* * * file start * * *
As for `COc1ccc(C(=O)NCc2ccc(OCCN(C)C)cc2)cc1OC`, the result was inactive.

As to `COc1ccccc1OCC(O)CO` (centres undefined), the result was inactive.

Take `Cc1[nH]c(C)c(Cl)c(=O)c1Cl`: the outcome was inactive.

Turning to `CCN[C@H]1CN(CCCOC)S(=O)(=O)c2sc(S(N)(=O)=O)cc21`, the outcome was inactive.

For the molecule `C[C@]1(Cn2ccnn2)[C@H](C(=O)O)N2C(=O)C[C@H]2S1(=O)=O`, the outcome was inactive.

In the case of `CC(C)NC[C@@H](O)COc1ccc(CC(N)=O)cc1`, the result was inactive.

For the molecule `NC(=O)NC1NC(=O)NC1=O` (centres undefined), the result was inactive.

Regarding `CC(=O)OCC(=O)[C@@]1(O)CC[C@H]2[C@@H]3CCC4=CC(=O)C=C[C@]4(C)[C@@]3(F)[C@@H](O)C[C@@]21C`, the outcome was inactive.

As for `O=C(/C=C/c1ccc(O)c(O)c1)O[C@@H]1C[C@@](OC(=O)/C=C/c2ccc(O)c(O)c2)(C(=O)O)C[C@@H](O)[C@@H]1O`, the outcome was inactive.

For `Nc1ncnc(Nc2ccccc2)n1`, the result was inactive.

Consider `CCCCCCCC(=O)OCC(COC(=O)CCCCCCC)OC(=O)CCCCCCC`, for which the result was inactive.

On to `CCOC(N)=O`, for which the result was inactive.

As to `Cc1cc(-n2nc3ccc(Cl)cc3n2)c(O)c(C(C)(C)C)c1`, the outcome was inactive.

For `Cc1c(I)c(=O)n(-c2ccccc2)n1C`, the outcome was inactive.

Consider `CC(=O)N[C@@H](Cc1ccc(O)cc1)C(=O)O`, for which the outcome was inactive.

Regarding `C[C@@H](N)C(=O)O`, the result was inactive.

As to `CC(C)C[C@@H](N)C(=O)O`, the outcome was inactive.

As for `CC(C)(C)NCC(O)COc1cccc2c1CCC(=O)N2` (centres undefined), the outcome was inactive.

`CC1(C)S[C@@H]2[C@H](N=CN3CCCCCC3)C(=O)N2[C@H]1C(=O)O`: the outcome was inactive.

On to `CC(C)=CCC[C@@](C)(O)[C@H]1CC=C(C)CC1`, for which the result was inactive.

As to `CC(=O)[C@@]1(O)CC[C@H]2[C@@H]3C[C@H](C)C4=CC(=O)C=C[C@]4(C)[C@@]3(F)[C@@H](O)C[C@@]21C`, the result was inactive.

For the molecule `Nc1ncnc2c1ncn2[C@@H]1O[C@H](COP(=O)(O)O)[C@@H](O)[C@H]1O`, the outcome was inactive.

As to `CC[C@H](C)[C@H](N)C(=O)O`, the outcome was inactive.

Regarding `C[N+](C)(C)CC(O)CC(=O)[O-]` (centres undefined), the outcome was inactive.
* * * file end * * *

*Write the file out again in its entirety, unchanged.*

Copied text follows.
As for `COc1ccc(C(=O)NCc2ccc(OCCN(C)C)cc2)cc1OC`, the result was inactive.

As to `COc1ccccc1OCC(O)CO` (centres undefined), the result was inactive.

Take `Cc1[nH]c(C)c(Cl)c(=O)c1Cl`: the outcome was inactive.

Turning to `CCN[C@H]1CN(CCCOC)S(=O)(=O)c2sc(S(N)(=O)=O)cc21`, the outcome was inactive.

For the molecule `C[C@]1(Cn2ccnn2)[C@H](C(=O)O)N2C(=O)C[C@H]2S1(=O)=O`, the outcome was inactive.

In the case of `CC(C)NC[C@@H](O)COc1ccc(CC(N)=O)cc1`, the result was inactive.

For the molecule `NC(=O)NC1NC(=O)NC1=O` (centres undefined), the result was inactive.

Regarding `CC(=O)OCC(=O)[C@@]1(O)CC[C@H]2[C@@H]3CCC4=CC(=O)C=C[C@]4(C)[C@@]3(F)[C@@H](O)C[C@@]21C`, the outcome was inactive.

As for `O=C(/C=C/c1ccc(O)c(O)c1)O[C@@H]1C[C@@](OC(=O)/C=C/c2ccc(O)c(O)c2)(C(=O)O)C[C@@H](O)[C@@H]1O`, the outcome was inactive.

For `Nc1ncnc(Nc2ccccc2)n1`, the result was inactive.

Consider `CCCCCCCC(=O)OCC(COC(=O)CCCCCCC)OC(=O)CCCCCCC`, for which the result was inactive.

On to `CCOC(N)=O`, for which the result was inactive.

As to `Cc1cc(-n2nc3ccc(Cl)cc3n2)c(O)c(C(C)(C)C)c1`, the outcome was inactive.

For `Cc1c(I)c(=O)n(-c2ccccc2)n1C`, the outcome was inactive.

Consider `CC(=O)N[C@@H](Cc1ccc(O)cc1)C(=O)O`, for which the outcome was inactive.

Regarding `C[C@@H](N)C(=O)O`, the result was inactive.

As to `CC(C)C[C@@H](N)C(=O)O`, the outcome was inactive.

As for `CC(C)(C)NCC(O)COc1cccc2c1CCC(=O)N2` (centres undefined), the outcome was inactive.

`CC1(C)S[C@@H]2[C@H](N=CN3CCCCCC3)C(=O)N2[C@H]1C(=O)O`: the outcome was inactive.

On to `CC(C)=CCC[C@@](C)(O)[C@H]1CC=C(C)CC1`, for which the result was inactive.

As to `CC(=O)[C@@]1(O)CC[C@H]2[C@@H]3C[C@H](C)C4=CC(=O)C=C[C@]4(C)[C@@]3(F)[C@@H](O)C[C@@]21C`, the result was inactive.

For the molecule `Nc1ncnc2c1ncn2[C@@H]1O[C@H](COP(=O)(O)O)[C@@H](O)[C@H]1O`, the outcome was inactive.

As to `CC[C@H](C)[C@H](N)C(=O)O`, the outcome was inactive.

Regarding `C[N+](C)(C)CC(O)CC(=O)[O-]` (centres undefined), the outcome was inactive.